T.C. Williams High School of Alexandria, Va., and Georgetown University had their title dreams dashed today when superior crews rowed away from the Washington-area schools in the semifinals of the 129the Henley Royal Regatta on the River Thames.
Gusting winds and storm clouds replaced the sunshine and warm temperatures of the regatta's first two days, spreading a gloomy mist over the crews' upset chance.
Yale University sent the only two America crews into Sunday's action. Its varsity eight earned the featured Grand Challenge final and the Eli junior varsity advanced to a Ladies Challenge Plate semifinal match.
Williams coaches Jon Butler and Steve Weir hoped for a tailwind to aid their Princess Elizabeth Challenge cup effort against Ridley College High School of St. Catharines, Ontaio. Ridley, averaging 6-foot-3 and nearly 180 pounds per man, had defeated the Titans by 1 1/2 lengths in the scholastic Rowing Association of America Regatta in May and looked even stronger in demolished its first two opponents here.
Williams employed an extreme tactic of bolting from the stake boats with a power-10 (10 strokes at maximum effort), then settling for 10 strokes before another power-10. The intent was to gain a quick lead on the Canadian crew, trying to force it into erring in a catch-up try. The maneuver failed to stop Riley from taking a length lead after a quarter mile, and extending it to two lengths at the quarter point and three lengths at the midpoint of the one-mile, 550-yard course. Ridley finished easily in 7:11.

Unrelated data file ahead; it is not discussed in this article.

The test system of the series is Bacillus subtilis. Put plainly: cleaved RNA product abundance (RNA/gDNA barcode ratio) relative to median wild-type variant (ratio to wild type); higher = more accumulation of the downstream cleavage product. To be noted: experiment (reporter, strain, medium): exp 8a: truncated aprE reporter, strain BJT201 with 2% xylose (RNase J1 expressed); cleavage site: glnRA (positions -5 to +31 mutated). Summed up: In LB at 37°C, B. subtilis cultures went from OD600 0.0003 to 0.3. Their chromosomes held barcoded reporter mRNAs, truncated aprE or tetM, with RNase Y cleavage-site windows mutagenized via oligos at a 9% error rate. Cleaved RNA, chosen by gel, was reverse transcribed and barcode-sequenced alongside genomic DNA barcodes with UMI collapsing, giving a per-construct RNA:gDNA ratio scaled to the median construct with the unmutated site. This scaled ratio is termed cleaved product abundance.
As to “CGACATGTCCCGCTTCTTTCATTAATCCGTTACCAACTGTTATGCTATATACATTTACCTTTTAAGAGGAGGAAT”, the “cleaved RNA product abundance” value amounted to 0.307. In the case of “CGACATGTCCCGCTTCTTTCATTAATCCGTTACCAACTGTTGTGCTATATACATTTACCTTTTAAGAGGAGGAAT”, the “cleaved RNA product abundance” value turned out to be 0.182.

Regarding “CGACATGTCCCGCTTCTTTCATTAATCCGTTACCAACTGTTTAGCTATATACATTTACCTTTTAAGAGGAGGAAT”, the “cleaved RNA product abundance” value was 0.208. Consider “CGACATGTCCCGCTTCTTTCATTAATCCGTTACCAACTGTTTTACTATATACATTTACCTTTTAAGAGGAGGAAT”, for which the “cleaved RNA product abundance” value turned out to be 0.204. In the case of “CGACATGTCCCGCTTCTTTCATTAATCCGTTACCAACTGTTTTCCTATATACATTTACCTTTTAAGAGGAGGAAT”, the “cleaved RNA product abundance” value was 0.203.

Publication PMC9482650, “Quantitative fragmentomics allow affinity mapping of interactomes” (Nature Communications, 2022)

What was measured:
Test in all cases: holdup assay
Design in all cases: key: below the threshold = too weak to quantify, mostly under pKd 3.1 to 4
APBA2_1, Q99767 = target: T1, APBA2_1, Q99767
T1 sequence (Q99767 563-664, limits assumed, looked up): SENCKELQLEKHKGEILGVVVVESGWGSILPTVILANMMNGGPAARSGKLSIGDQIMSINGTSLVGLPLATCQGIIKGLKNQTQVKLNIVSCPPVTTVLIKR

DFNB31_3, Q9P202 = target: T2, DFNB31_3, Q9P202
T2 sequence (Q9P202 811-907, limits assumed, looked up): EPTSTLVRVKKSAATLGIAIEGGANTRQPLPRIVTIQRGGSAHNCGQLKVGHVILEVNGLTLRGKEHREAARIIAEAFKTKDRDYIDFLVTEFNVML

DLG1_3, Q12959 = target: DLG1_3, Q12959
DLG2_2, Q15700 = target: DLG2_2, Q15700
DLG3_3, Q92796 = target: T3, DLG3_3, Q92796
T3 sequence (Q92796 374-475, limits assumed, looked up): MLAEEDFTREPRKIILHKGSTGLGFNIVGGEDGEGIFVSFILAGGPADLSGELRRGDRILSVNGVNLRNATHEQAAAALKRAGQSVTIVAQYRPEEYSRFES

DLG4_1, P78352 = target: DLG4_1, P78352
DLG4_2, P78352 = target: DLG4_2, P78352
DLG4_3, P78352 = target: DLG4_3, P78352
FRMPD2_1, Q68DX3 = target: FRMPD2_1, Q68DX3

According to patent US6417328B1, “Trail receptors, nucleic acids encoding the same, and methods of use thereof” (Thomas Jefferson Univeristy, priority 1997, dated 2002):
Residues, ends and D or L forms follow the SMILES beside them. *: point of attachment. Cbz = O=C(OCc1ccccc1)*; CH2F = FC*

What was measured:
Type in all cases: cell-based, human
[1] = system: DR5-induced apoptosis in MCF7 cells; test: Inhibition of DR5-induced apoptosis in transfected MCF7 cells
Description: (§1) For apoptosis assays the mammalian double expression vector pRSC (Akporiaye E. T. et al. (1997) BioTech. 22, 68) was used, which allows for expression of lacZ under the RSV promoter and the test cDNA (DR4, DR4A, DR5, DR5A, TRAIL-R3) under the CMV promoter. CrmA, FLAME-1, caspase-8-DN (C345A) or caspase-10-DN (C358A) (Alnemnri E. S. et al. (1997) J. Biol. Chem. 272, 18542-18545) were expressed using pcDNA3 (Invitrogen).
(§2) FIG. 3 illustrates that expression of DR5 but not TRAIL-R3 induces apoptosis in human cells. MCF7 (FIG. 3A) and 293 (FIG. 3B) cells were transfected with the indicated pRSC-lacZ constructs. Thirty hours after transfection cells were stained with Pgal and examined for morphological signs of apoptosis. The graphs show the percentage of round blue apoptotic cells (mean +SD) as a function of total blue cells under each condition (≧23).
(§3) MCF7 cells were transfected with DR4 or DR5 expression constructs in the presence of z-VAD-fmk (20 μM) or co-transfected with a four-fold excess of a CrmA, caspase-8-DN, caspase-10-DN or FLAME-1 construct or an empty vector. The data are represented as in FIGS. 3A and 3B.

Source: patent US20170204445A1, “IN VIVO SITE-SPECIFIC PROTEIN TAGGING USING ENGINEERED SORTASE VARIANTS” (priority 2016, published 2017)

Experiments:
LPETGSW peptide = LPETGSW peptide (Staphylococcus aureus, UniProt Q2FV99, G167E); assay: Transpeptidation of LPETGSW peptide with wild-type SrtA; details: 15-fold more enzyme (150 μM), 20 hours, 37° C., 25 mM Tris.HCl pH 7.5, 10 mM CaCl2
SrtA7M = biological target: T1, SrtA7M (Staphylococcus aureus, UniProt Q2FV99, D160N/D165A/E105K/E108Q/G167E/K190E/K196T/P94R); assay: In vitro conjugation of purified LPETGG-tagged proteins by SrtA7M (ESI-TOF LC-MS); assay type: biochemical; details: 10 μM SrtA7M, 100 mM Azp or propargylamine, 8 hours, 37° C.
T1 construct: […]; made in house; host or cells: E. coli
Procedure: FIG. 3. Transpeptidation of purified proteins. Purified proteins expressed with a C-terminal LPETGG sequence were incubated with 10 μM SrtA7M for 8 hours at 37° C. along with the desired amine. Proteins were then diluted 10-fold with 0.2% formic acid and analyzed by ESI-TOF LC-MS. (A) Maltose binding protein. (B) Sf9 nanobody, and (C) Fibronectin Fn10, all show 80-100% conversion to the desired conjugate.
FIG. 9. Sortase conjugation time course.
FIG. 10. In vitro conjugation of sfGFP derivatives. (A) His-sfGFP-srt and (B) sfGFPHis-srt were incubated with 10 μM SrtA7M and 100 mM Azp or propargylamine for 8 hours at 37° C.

"Since only one crew gets to race tomorrow, we had to try something," Butler commented. "They were just a lot stronger than us, a lot faster than us. We didn't seem to make any mistakes. They just rowed away from us."
Georgetown found its straight four of bowman Mark Wessel, Peter Radell, David McAneny and stroke Jim Costello down by the three-quarters of a length after a quarter-mile against the Lady Margaret Boat Club of Cambridge, England, in their Visitors' Cup Race. Lady Margaret increased its lead to more than a length at the half-way mark, then held off a mild Georgetown comeback before increasing its lead to 2 1/2 lengths after one mile and 3 1/3 lengths at the finish.
Georgetown rowed steadily at about 36 stokes per minute after its start but could not match the power of Lady Margaret.
"We would have liked to have gone farther, but we're not falling apart or anything," McAneny said. We're very proud to have made the final four. This has been the greatest week of my life."
"They rowed as well as I've ever seen them row. It just wasn't enough," Coach Greg Carroll said.
Yale spotted Oxford University two-thirds of a length lead off the start before storming to a three-length victory in its Grand Challenge semifinal in 6:35. Still, the Elis will be hard-pressed to gain the Cup Sunday in its match against the London and Thames Tradesman Boat Club eight, which also serves as the British national team.
The Britons shot to a 1 1/2-length lead off the start against the University of California-Berkeley and cruised in open water unchallenged in 6:48.
Yale's junior varsity, stroked by David Potter of Vienna, Va., had an easy time disposing of Trinity Hall College of Cambridge, to advance to a Sunday semifinal against London University. The winner of that contest will race later that afternoon for the plate against the victory of the match between Reading University of England and Downing College of Cambridge.
The Yale lightweights, with Matthew Broder of Arlington, Va., stroking from the seventh seat, fell victim to the heavyweight eight from Henleyhs Leander Boat Club by more than four lengths in a Thames Challenge Cup quarterfinal. The Yale straight pair of Hal Evans and Ed Chandler lost by 3 1/2 lengths to J.W. Woodhouse and J. S. Palmer of Cambridge University in a semifinal for the Silver Goblets and Nickalls' Challenge Cup.